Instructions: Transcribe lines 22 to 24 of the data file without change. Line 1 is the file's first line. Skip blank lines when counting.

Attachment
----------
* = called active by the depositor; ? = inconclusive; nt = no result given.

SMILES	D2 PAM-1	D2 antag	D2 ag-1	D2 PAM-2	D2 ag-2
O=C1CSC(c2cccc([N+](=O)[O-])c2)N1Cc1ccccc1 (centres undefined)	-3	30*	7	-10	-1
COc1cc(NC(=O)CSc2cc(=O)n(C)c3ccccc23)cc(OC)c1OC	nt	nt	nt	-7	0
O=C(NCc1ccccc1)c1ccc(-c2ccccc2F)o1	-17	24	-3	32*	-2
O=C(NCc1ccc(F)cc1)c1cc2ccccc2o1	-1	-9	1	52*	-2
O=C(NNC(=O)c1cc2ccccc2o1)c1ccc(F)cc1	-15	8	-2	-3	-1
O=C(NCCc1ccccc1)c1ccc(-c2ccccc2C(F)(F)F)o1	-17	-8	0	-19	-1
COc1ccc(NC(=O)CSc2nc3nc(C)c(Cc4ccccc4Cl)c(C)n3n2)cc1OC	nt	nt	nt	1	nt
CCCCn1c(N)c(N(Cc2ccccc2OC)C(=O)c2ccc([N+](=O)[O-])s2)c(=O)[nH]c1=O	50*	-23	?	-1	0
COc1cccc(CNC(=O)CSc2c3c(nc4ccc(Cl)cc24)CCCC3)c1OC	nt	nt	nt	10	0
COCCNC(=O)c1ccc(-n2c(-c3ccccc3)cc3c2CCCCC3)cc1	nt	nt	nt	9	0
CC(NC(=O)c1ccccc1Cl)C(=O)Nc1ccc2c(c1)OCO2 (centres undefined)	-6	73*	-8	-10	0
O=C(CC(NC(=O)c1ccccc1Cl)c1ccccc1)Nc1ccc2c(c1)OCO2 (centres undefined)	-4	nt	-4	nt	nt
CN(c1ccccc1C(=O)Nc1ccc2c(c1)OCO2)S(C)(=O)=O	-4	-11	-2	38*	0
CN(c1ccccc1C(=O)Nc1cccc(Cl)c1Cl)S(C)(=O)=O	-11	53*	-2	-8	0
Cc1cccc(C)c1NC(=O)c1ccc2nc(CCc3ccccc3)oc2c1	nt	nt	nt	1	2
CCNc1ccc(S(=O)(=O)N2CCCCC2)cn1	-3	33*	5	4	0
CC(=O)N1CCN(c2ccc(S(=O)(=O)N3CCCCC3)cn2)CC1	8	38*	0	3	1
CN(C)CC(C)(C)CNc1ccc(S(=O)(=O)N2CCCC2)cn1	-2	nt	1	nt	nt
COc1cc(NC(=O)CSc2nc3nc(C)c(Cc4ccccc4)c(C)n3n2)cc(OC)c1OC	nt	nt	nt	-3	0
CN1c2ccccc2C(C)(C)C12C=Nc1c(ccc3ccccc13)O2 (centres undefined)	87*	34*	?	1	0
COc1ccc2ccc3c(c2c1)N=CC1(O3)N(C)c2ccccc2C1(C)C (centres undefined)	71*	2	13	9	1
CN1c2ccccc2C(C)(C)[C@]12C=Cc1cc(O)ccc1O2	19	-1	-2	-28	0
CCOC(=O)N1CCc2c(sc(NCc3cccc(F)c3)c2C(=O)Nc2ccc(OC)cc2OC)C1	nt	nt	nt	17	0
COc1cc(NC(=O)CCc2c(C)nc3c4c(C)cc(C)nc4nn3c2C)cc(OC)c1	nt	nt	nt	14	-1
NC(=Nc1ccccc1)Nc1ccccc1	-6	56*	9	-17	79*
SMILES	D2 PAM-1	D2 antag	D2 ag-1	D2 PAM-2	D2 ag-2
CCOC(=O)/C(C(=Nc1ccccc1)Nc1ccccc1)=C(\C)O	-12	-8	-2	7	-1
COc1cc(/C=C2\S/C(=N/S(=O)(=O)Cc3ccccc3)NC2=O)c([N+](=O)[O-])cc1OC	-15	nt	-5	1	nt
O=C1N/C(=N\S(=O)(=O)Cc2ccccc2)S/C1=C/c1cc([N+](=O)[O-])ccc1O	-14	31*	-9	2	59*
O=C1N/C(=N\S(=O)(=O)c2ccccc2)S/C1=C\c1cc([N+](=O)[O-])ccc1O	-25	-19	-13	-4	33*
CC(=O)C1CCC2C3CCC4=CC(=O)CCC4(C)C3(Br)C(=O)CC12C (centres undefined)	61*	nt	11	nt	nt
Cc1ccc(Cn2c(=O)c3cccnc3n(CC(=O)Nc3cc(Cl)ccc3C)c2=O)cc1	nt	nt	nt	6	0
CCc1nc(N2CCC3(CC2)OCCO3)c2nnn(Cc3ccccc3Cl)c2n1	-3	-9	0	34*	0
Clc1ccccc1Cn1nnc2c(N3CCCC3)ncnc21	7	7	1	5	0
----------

CN1c2ccccc2C(C)(C)C12C=Nc1c(ccc3ccccc13)O2 (centres undefined)	87*	34*	?	1	0
COc1ccc2ccc3c(c2c1)N=CC1(O3)N(C)c2ccccc2C1(C)C (centres undefined)	71*	2	13	9	1
CN1c2ccccc2C(C)(C)[C@]12C=Cc1cc(O)ccc1O2	19	-1	-2	-28	0